In addition to DPS, the Texas Commission on Jail Standards (TCJS) proposed its budget. In the request, the agency is asking for two additional staff members and a decrease of $1 million in grant funding for the Prisoner Safety Fund. TCJS explained that with the Prisoner Safety Fund, created in the 85th legislative session, allowed mental health trainers to provide more than 232 classes, training approximately 2,900 jailers. Feedback on the training has been very positive.

Additionally, around 20 counties have received grant funding through this fund to help with costs associated with SB 1849, the “Sandra Bland Act.” TCJS plans to use the remaining balance in the fund will to provide grants to those counties that are still in need of support should those counties choose to apply.

Disaster Relief

Also on Jan. 28, the House Appropriations Committee, chaired by Rep. John Zerwas (R-Richmond), heard invited testimony and overviews on the Comptroller's Biennial Review Estimate, the Economic Stabilization Fund, state debt, Texas constitutional spending limits, House budget recommendations, and the costs of the ongoing Hurricane Harvey recovery.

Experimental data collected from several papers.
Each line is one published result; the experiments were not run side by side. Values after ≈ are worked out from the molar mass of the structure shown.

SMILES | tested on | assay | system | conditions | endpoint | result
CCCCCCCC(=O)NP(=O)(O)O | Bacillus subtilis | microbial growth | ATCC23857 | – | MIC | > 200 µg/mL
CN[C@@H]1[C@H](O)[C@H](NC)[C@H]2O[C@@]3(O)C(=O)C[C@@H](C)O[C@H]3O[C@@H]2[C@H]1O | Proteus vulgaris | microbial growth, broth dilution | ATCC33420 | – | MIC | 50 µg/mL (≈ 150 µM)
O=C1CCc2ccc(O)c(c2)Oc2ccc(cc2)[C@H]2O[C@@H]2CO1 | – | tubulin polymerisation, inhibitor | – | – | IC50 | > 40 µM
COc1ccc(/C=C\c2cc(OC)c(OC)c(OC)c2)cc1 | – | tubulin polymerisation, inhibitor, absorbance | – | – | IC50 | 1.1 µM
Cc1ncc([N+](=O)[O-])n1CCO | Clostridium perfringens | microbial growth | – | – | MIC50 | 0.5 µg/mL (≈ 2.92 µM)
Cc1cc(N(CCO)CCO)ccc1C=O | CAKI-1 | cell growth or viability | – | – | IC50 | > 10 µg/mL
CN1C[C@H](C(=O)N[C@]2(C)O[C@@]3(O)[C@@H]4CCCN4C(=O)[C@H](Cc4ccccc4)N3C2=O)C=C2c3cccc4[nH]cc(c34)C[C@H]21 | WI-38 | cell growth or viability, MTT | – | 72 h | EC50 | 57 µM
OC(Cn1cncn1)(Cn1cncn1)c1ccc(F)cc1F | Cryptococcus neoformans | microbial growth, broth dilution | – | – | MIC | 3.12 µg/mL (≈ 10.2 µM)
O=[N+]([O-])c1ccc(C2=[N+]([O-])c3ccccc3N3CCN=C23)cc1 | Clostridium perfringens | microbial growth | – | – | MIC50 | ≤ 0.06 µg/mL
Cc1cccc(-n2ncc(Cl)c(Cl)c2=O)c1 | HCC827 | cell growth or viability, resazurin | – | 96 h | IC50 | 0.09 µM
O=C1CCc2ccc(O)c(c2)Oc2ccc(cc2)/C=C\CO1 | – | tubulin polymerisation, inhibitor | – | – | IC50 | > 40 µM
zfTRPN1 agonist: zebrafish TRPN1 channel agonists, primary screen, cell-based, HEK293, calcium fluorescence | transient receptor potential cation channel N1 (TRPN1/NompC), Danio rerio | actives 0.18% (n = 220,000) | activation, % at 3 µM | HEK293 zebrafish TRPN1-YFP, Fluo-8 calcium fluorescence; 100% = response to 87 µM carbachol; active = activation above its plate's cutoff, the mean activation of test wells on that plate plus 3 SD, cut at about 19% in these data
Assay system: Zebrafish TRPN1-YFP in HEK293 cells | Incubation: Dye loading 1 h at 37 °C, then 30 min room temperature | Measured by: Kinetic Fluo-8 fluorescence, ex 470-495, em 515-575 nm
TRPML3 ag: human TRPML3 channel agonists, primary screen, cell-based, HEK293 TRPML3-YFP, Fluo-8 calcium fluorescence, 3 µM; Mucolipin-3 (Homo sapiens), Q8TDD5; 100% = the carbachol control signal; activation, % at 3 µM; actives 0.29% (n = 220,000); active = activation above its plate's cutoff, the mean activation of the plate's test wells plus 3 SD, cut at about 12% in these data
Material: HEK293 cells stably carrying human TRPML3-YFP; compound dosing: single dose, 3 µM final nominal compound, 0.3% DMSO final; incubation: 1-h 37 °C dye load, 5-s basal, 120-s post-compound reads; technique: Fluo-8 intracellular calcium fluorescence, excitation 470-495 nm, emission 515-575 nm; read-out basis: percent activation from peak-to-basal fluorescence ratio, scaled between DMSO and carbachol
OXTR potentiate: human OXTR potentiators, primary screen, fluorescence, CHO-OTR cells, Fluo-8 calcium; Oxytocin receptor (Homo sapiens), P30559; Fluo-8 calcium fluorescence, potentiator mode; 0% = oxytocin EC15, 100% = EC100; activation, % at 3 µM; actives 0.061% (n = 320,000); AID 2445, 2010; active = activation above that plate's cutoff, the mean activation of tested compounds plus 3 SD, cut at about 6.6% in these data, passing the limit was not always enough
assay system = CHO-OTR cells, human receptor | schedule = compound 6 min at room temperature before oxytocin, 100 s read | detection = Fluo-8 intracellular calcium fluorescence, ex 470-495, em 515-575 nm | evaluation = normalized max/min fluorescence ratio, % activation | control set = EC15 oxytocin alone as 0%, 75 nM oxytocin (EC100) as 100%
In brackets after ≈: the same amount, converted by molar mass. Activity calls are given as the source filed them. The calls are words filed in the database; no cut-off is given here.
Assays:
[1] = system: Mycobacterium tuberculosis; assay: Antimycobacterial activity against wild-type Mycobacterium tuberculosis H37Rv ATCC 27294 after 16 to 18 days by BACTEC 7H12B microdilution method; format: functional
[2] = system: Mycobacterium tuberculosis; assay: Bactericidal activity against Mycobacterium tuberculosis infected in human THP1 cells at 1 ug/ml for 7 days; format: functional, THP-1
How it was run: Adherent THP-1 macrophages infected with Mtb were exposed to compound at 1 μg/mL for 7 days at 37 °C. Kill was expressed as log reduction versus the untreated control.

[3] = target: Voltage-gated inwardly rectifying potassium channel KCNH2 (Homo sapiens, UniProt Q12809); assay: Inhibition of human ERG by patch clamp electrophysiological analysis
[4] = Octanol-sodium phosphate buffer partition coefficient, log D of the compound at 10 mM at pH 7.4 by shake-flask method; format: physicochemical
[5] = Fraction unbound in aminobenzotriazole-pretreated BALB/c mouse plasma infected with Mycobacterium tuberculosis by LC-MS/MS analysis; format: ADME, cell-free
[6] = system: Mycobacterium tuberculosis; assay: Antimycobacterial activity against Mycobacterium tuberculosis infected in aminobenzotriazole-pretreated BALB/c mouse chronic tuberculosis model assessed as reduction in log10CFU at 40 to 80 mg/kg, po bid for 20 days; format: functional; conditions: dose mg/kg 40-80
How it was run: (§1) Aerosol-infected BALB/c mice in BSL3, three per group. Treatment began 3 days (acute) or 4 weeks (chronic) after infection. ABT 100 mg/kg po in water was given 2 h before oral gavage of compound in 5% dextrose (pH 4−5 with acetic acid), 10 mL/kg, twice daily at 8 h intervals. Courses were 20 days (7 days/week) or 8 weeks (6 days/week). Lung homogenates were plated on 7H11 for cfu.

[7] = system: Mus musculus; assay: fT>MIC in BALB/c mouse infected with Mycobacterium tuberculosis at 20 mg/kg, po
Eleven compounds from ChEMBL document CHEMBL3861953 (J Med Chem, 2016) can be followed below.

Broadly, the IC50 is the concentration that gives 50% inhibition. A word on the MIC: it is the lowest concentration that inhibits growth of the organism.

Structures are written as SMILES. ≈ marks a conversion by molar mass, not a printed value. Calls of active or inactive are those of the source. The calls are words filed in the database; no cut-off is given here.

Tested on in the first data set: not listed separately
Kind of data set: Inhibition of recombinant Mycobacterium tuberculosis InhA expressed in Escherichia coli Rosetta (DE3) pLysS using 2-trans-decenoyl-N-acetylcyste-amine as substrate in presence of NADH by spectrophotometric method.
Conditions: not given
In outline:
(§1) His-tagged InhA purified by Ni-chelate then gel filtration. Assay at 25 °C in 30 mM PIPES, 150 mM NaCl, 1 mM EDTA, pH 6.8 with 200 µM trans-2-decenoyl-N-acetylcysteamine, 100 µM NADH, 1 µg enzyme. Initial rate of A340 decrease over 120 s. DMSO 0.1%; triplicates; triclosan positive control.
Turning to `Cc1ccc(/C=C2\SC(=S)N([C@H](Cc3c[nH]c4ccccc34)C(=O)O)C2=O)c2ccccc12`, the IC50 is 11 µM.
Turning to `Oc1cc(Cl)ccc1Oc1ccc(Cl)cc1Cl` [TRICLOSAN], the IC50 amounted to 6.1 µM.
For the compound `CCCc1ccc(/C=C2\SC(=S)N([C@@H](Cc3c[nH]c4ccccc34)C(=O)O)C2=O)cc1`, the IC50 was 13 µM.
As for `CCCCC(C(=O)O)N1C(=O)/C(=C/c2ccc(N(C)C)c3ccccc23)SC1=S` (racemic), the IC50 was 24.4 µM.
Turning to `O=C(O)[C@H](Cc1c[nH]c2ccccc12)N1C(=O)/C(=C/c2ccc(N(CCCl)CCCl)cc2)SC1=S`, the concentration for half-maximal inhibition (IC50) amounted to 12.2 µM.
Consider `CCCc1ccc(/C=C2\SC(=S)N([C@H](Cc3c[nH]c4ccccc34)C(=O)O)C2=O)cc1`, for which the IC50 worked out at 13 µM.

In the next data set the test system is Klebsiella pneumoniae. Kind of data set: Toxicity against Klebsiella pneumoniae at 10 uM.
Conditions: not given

Discussing disaster recovery, Nim Kidd, Chief of the Texas Division of Emergency Management (TDEM), testified about the ongoing costs and payouts for Hurricane Harvey. Under the category of public assistance, Kidd testified that, 18 months after Harvey, 80 percent of Federal Emergency Management Agency (FEMA) money going through TDEM to local governments is paid out. The remaining 20 percent may take 6 to 8 years to complete as local governments continue their recovery.